France draws back on Nato
John Lichfield has been The Independent's man in Paris since 1997, covering French news. Before that, he was the paper's Foreign Editor and he has also worked in Brussels and Washington. In 1999, he was the UK press Awards Foreign Reporter of the year.
Thursday 27 February 1997
America's refusal to accept reforms requested by France makes it likely that the rapprochement, begun by President Chirac 14 months ago, will be abandoned at, or before, the Nato summit in July.
This is not yet a fait accompli. Conversations with Washington are continuing. But the officials say the French government feels it has reached a dead end and is quite prepared to declare its initiative over. The final decision will rest with President Chirac, who might find it domestically convenient to be seen to stand up to the US.
Such a reversal would have profound implications for the creation of a more effective European defence identity within Nato, and closer links between Nato and the European Union. For this reason, diplomatic sources in Paris are unwilling to accept that the game is up completely. They feel that President Chirac would be reluctant to abandon the progress already made towards European defence co-operation within the alliance.
French officials pointed out, however, that President Chirac had stated from the beginning that Paris would only rejoin the Nato military command under certain conditions. It was now evident, they said, that "Nato fundamentalists" in the Clinton administration had blocked the changes requested by France - in particular the request that the Mediterranean command should go to a European. Suggestions of a compromise - that a European general or admiral might be considered in principle - had also been rebuffed.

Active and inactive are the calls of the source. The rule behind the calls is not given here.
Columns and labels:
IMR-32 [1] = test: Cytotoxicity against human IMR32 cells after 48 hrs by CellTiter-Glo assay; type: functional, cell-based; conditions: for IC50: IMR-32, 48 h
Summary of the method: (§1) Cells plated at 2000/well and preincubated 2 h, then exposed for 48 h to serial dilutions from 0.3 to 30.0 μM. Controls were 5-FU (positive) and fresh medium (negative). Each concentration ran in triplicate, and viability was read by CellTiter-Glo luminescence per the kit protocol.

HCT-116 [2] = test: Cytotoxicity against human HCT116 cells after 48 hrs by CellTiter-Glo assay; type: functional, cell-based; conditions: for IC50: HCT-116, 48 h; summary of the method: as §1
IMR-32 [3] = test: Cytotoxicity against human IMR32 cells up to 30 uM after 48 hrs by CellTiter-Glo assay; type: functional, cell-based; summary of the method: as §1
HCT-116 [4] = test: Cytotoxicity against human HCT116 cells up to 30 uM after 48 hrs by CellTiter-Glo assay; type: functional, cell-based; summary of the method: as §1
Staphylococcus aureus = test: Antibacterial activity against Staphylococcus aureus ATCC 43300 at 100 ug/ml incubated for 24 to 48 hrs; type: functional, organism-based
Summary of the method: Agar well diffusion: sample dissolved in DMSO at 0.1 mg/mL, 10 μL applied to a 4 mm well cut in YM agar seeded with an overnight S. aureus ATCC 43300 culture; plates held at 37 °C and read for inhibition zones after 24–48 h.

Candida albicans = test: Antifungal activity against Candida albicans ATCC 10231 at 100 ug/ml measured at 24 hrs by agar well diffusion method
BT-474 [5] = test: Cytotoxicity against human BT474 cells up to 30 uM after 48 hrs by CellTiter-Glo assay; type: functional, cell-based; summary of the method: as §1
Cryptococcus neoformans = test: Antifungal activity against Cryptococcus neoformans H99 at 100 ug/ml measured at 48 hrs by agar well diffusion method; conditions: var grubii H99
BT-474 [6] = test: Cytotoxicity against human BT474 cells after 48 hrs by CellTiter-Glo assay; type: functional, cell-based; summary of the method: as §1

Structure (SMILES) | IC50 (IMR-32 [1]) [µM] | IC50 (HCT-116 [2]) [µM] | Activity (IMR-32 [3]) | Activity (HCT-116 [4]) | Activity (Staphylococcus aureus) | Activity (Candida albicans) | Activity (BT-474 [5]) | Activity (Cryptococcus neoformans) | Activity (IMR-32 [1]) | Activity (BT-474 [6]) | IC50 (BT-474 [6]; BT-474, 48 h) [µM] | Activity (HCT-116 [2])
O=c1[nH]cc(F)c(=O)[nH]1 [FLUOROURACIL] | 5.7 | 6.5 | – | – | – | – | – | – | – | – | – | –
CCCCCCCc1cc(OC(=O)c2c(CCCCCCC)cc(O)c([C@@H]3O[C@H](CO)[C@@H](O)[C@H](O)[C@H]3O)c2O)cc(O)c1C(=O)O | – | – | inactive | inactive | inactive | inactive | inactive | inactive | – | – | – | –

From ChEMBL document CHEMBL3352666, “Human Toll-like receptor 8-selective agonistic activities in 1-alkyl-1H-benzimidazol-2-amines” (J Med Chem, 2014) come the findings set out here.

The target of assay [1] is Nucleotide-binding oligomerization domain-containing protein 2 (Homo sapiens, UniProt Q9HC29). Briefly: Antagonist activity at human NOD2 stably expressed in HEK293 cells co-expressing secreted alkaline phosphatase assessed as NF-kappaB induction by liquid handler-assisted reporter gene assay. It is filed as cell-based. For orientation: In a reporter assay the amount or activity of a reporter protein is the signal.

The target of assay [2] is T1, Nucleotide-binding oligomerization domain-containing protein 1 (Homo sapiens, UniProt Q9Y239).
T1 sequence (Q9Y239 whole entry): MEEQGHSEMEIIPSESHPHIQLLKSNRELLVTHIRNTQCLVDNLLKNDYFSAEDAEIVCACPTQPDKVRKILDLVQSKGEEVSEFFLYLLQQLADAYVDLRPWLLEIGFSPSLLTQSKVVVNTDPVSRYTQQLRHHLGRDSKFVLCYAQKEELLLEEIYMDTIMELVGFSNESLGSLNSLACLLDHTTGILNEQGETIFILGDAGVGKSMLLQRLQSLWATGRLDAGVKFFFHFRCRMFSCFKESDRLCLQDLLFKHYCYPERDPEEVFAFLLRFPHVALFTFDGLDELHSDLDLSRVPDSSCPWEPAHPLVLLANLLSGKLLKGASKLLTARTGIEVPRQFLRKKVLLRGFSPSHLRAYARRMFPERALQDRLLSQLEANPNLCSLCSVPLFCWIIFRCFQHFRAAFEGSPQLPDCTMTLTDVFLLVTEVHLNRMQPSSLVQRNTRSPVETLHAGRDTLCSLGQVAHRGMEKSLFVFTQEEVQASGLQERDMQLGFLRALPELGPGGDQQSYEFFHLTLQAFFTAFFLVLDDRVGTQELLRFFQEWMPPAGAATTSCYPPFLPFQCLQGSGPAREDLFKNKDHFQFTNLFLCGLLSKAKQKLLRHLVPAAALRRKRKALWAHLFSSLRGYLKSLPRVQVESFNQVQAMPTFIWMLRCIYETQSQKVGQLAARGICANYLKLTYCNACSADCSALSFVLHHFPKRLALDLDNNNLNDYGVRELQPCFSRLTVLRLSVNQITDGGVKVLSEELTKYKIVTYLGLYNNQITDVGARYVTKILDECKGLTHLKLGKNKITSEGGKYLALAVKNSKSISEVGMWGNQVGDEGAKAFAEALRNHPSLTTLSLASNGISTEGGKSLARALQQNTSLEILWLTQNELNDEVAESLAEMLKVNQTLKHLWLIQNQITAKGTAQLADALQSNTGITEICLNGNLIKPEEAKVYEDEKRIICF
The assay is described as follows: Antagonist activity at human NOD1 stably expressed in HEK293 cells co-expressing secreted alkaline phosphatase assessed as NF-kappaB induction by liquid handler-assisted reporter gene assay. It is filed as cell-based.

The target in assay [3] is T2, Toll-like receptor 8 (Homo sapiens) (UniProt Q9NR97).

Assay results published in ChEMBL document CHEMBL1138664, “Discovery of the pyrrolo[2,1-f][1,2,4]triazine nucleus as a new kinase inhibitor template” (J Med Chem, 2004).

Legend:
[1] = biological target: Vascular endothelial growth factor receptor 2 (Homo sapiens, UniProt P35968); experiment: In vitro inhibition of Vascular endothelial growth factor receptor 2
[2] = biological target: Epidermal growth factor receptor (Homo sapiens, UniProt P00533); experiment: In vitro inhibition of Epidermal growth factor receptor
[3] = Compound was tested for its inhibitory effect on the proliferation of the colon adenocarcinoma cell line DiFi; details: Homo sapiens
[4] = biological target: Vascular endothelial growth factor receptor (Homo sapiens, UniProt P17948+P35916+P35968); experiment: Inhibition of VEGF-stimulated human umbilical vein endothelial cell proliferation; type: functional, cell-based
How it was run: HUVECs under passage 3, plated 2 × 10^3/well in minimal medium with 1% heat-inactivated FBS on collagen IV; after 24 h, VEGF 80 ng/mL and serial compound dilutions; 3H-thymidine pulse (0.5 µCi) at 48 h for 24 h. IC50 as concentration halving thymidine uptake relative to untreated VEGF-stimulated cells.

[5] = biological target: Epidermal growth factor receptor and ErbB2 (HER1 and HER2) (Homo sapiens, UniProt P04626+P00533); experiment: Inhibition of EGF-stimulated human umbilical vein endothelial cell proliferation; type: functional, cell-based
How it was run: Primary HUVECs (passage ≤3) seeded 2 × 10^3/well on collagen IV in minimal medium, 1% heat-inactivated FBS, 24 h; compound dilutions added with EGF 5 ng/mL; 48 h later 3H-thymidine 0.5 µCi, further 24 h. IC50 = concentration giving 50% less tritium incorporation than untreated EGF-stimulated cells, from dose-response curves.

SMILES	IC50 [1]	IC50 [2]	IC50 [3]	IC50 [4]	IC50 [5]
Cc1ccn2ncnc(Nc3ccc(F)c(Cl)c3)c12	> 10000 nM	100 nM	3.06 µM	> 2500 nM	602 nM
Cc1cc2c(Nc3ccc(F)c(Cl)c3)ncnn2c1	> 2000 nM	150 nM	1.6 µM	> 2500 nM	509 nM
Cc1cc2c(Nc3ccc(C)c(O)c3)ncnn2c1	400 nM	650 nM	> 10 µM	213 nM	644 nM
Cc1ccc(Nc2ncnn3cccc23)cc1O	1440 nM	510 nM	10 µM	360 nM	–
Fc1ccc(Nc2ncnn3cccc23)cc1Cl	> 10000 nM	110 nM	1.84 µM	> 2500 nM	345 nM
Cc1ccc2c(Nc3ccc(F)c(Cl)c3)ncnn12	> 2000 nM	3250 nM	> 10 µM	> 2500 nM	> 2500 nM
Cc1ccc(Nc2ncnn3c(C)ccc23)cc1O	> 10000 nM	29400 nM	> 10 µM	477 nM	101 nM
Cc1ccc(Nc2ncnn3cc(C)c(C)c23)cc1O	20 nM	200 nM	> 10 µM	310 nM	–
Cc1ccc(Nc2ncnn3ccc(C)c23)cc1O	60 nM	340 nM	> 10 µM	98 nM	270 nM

"In these circumstances, there can be no question of us agreeing to rejoin the military structures at the Madrid summit in July," one senior official said. "But we want this to be an amicable break. We have no intention of taking hostage other issues, such as the discussions on Nato enlargement [to the east]."
Although France remains a political member of the Western alliance, President de Gaulle withdrew from the joint command structure in 1966, complaining of excessive American control. President Chiracannounced in December 1995 that France would consider re-joining, as part of a strategic reappraisal of the country's security policy and armed forces.
Instead of attempting to build a separate European military structure outside Nato, Paris hoped to build a more operationally independent European identity within the alliance.
US officials and newspapers have speculated that President Chirac is, in any case, getting cold feet about a return to Nato. With France already committed to abolishing the franc in favour of the euro, Nato reintegration might provide one too many hostages to nationalist opinion, they suggest.
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